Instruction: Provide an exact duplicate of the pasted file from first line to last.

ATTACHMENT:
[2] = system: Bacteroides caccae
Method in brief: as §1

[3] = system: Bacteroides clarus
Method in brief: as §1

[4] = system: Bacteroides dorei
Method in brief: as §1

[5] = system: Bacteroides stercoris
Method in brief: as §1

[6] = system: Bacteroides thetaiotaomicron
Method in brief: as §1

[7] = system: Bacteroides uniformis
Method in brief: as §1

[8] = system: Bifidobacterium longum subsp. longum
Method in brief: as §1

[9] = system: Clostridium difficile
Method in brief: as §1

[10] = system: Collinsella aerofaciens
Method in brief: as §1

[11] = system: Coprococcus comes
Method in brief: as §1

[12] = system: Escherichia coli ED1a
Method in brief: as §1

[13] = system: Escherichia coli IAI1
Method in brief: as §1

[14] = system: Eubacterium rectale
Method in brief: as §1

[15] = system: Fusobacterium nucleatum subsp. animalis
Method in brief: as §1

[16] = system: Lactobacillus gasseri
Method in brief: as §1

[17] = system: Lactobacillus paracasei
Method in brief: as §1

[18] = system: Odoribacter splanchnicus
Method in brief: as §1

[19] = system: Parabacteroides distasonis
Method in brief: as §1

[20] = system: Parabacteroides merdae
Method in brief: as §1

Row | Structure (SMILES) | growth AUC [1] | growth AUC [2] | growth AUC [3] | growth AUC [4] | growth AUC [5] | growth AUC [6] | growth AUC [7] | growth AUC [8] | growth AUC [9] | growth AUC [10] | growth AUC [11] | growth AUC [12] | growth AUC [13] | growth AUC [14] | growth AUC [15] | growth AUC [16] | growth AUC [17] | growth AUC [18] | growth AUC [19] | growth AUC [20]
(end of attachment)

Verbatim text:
[2] = system: Bacteroides caccae
Method in brief: as §1

[3] = system: Bacteroides clarus
Method in brief: as §1

[4] = system: Bacteroides dorei
Method in brief: as §1

[5] = system: Bacteroides stercoris
Method in brief: as §1

[6] = system: Bacteroides thetaiotaomicron
Method in brief: as §1

[7] = system: Bacteroides uniformis
Method in brief: as §1

[8] = system: Bifidobacterium longum subsp. longum
Method in brief: as §1

[9] = system: Clostridium difficile
Method in brief: as §1

[10] = system: Collinsella aerofaciens
Method in brief: as §1

[11] = system: Coprococcus comes
Method in brief: as §1

[12] = system: Escherichia coli ED1a
Method in brief: as §1

[13] = system: Escherichia coli IAI1
Method in brief: as §1

[14] = system: Eubacterium rectale
Method in brief: as §1

[15] = system: Fusobacterium nucleatum subsp. animalis
Method in brief: as §1

[16] = system: Lactobacillus gasseri
Method in brief: as §1

[17] = system: Lactobacillus paracasei
Method in brief: as §1

[18] = system: Odoribacter splanchnicus
Method in brief: as §1

[19] = system: Parabacteroides distasonis
Method in brief: as §1

[20] = system: Parabacteroides merdae
Method in brief: as §1

Row | Structure (SMILES) | growth AUC [1] | growth AUC [2] | growth AUC [3] | growth AUC [4] | growth AUC [5] | growth AUC [6] | growth AUC [7] | growth AUC [8] | growth AUC [9] | growth AUC [10] | growth AUC [11] | growth AUC [12] | growth AUC [13] | growth AUC [14] | growth AUC [15] | growth AUC [16] | growth AUC [17] | growth AUC [18] | growth AUC [19] | growth AUC [20]